The language of others

For years I struggled with my accent and the fact that I would never, really, linguistically belong here. If I had to make a formal phone call I would practice what I had to say, worried that the person on the other end might not understand my accent or that I would make a mistake. When I met someone new I always felt a little bit of apprehension about the way I talked, nervous about not being clear enough or sounding a bit “funny”.

Finally I accepted that my accent was here to stay and told myself that I never have a problem when people speak italian with a foreign accent. On the contrary, I love the fact that they made an effort to learn and often the accent makes them sound a lot more interesting. I told myself that if I felt this way possibly some people would feel the same about my accent and I stopped worrying.

Nevertheless there are still a lot of occasions in which this language tricks me and I find myself wondering if I will always completely master some of its subtleties and stop sounding weird, funny, cute or simply incompetent!

One of my biggest problem has been mastering the dreaded “H” at the beginning of words. In italian we don’t have words starting with “H” and when we do, it is silent. It sounds strange but generally I don’t actually hear the “H” at the beginning of a word. To me “armless” sounds just the same as “harmless” and this is why, when my dear friend Christian pointed out that I wrote in one of my posts about my “armless friend” it took me a while to understand what his problem was! Then I had to laugh, particularly when I realised that I never new “harmless” had an “H” and, being a word I use regularly, I wonder what people have made about all my “armless” statements over the years!

ghostbuster-logoBesides the pronunciation problems I often bump into other small obstacles. They are often in the form of “misunderstood words or sayings”. I hear them, I like them and I make them mine. The problem is that what I hear is sometimes not what has been said. Only recently, chatting with Julia in the car, I used what I always thought was a great word “the booze buster”. In my mind this has always been the police bus that checks if you have been drinking. I imagined it had something to do with the Ghost Busters and loved the humour in it. Police busting those drink drivers! Obviously I have managed to hide my mistake for years and was only when Julia started laughing at something that I thought wasn’t at all funny I had to come to terms with the fact that…there are no “booze busters” but only very boring “booze buses”.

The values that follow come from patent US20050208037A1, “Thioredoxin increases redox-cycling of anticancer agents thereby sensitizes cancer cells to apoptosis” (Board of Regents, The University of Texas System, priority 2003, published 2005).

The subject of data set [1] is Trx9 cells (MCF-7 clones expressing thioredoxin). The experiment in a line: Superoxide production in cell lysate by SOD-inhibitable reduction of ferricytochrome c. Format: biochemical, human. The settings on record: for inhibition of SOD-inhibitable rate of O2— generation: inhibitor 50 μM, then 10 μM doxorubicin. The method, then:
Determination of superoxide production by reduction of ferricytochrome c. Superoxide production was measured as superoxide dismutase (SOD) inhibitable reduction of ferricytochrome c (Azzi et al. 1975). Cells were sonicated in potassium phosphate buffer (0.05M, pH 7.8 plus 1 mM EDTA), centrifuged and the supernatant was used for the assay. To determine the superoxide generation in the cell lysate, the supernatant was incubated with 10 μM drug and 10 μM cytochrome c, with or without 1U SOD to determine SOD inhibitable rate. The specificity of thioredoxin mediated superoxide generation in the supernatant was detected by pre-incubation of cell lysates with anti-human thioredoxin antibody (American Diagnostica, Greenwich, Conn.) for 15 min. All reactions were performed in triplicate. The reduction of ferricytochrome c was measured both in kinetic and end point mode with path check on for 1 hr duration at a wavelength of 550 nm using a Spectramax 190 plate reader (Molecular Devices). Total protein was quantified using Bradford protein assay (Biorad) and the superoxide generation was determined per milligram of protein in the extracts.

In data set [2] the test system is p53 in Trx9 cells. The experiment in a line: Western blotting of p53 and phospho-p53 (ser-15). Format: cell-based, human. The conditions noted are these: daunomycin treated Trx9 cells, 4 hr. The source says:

There are many of these incidents but for now I just want to share the joy I felt a few weeks ago when, during an aqua aerobics class, jumping at the sound of Abba in the pool, I heard the lovely Martine behind me singing “wanna do”. A kindred soul who, like me before her, had no idea that the song was actually “Waterloo”!

I guess my family and friends have stopped correcting me (but not laughing at me!), and they just accept that this is the way I speak so the fact that I am now writing this blog in english hopefully will help me modify some of these awkward slip-ups!

I have thought about having someone else proof-reading my posts and editing when necessary, as very tactfully suggested by Christian, but I came to the conclusion that what I write here is who I am and, although I will try not to make too many grammatical mistakes, I will have to accept that this blog has an accent and a lot of “misunderstood” words. However please feel free to come forward and let me know if anything I wrote sounded funny or out of context, it was possibly one of those “Hs” gone missing! 

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4 thoughts on “The language of others

  1. You made me smile, you’re not the only one having the “H-problem”. The other day my eldest daughter pointed out to me that my “TH” sound didn’t sound right and tried to correct me. I smile and explained her that unfortunately mummy didn’t grow up bilingual and I will never be able to pronounce the “TH” sound properly as I haven’t been exposed to that sound at a very young age. Nonetheless, people understand me and that’s what important. She nodded and never corrected me again. 🙂

  2. Pingback: Noi e loro | Dall'altra parte del mondo

  3. Pingback: Noi e loro - Migrants For Love

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